The Yamal-Nenets Autonomous District began construction of an experimental wind-energy station near Labytnanga, which will be the first facility of the kind beyond the Polar Circle. The plant’s capacity would be 250 kilowatts an hour, the height - 50 meters, and each blade is ten meters. "We have picked the location to get the favorable rose of wind to have stable work of the wind energy throughout the year," the Mobile Energy Company said.

The plan was: if the Extreme North experiment is positive, the wind plants could be made in distanced Arctic villages to cut necessary stock of diesel fuel. "The wind energy will allow cutting expenses by about 30%," the company said. "But this is not a complete substitution of the regular generation, as there are days of absolute still weather, but the energy should be available every day."

The first launch was in July 2014. The complex was adapted specially for the severe conditions - it was insulated, and specialists tested it to see the blades are not covered with ice if the temperature is minus 50. The wind generator’s cost is 20 million rubles ($333,300), the minimal required wind speed is 3 m/s.

However, the wind generator was stopped a few times due to regular failures in the low temperatures. The second launch was in 2016. "As of now, the wind generator is working fine, the energy goes into the common network," the company said.

In March 2017, the alternative energy appeared in Yamal - on the Bely Island in the Kara Sea. Scientists installed there a small wind generator - during the experiment members of scientific expeditions will follow up the equipment there.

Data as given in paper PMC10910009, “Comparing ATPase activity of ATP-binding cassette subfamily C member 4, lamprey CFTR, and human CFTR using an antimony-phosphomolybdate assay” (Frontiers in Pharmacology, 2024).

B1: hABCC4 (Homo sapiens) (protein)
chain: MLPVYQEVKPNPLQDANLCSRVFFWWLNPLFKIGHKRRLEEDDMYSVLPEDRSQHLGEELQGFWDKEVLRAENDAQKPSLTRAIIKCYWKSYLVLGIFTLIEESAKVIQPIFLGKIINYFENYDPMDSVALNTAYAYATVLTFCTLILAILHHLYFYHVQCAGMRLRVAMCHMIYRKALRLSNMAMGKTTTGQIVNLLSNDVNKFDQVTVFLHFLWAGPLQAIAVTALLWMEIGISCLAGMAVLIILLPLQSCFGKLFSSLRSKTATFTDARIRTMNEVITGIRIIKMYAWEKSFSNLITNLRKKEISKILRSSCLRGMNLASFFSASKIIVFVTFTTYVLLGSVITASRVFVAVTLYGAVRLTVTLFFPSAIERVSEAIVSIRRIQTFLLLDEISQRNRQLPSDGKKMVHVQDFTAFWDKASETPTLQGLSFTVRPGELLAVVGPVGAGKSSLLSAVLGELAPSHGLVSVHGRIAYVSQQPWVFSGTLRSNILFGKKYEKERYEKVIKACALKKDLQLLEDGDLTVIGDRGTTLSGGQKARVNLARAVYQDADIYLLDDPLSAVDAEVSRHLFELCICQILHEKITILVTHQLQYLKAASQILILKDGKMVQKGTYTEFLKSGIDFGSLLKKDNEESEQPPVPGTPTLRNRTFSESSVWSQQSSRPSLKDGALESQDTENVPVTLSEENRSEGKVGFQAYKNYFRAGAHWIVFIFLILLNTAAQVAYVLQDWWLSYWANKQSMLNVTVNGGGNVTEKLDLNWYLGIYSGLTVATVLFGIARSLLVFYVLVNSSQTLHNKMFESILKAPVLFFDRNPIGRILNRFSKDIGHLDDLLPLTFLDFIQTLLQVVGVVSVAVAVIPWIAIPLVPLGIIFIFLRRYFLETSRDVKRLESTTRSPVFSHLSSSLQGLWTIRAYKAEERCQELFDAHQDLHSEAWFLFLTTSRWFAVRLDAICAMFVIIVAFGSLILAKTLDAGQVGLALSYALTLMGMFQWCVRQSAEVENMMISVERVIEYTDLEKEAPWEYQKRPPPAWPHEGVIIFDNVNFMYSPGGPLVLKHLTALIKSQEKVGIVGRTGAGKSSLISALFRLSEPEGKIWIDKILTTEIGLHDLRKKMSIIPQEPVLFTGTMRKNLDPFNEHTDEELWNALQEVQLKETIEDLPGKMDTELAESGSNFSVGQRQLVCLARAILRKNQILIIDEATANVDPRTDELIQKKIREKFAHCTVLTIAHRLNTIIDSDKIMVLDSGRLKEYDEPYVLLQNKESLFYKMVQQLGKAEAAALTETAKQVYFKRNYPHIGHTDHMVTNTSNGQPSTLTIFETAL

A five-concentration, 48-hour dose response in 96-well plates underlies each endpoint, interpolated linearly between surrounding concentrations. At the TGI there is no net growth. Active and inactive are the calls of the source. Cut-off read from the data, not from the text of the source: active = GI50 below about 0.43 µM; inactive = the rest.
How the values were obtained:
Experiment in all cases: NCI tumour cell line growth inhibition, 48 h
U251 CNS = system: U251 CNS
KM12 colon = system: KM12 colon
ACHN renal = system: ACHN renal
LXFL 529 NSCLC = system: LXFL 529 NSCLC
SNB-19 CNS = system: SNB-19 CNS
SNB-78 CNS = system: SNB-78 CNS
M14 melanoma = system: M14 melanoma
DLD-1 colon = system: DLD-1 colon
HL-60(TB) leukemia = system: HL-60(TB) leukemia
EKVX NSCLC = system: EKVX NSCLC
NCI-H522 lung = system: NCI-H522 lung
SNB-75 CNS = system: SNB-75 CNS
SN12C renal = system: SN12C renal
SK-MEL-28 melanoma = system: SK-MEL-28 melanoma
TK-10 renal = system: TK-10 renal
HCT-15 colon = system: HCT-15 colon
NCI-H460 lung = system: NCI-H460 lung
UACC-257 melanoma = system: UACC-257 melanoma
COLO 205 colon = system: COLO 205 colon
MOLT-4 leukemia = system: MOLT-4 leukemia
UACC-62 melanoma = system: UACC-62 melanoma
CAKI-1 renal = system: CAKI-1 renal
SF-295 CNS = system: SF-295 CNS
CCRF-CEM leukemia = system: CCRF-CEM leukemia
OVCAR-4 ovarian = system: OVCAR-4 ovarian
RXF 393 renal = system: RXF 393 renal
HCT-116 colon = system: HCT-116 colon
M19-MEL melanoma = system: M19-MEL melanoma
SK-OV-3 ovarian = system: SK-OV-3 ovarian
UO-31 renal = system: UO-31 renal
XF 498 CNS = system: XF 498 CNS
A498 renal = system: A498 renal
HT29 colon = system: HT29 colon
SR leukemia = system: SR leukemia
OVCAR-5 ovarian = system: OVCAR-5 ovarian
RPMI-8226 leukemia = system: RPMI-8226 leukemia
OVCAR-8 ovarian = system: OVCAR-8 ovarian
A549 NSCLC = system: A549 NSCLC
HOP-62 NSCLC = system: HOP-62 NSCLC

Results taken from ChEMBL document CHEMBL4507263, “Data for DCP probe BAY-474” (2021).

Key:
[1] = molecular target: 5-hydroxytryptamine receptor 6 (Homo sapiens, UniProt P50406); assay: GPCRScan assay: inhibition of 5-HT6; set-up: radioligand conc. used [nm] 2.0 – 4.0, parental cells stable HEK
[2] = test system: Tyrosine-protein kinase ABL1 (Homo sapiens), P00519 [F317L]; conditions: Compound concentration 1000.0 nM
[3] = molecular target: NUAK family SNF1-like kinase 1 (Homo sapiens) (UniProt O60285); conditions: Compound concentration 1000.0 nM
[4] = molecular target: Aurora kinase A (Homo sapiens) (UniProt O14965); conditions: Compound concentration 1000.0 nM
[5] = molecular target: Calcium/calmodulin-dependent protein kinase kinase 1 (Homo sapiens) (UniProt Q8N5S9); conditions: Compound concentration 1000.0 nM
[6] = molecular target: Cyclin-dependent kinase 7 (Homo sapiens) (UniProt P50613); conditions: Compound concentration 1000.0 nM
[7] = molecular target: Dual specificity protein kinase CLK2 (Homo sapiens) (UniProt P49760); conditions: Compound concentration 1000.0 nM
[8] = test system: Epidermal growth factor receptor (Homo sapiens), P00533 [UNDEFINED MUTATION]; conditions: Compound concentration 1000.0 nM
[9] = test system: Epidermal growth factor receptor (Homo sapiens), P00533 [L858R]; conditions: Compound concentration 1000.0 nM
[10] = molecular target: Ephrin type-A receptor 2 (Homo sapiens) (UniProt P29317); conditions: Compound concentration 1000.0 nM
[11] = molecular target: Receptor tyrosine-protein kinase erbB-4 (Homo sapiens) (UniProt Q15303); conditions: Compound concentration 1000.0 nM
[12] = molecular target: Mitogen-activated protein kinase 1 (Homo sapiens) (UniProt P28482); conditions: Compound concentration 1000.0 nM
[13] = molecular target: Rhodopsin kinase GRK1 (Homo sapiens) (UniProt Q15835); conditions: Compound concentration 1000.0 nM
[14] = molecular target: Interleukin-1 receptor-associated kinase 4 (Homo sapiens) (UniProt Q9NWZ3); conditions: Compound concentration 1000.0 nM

Biofuel for Arctic regions

Biofuel could be an alternative energy source for some of the Arctic regions. For example, Komi transfers gradually its boilers, first of all in the wood-producing districts, from the expensive oil and coal to biofuel made from waste of wood processing - briquettes, pellets, chips and firewood. The republic reports ten biofuel producers and two more new plants will go operational before the yearend. Their capacities will be 40 and 20 thousand tonnes of pellets and briquettes respectively.

While as of January 1, 2016, in the republic were 37 boiling stations using biofuel, on January 1, 2017 - 58, and another 18 will begin using this kind of fuel within the current year, Director General of the Komi Heat Energy Company Igor Glukhov told TASS.

"The economy reasons are very clear: why bringing coal to wood producing districts in the republic’s south, where the fuel is not expensive? When delivered to hundreds, thousand kilometers the coal becomes ‘diamond’, and by using briquettes we give work to small businesses and thus use the low-quality wood and waste," he said.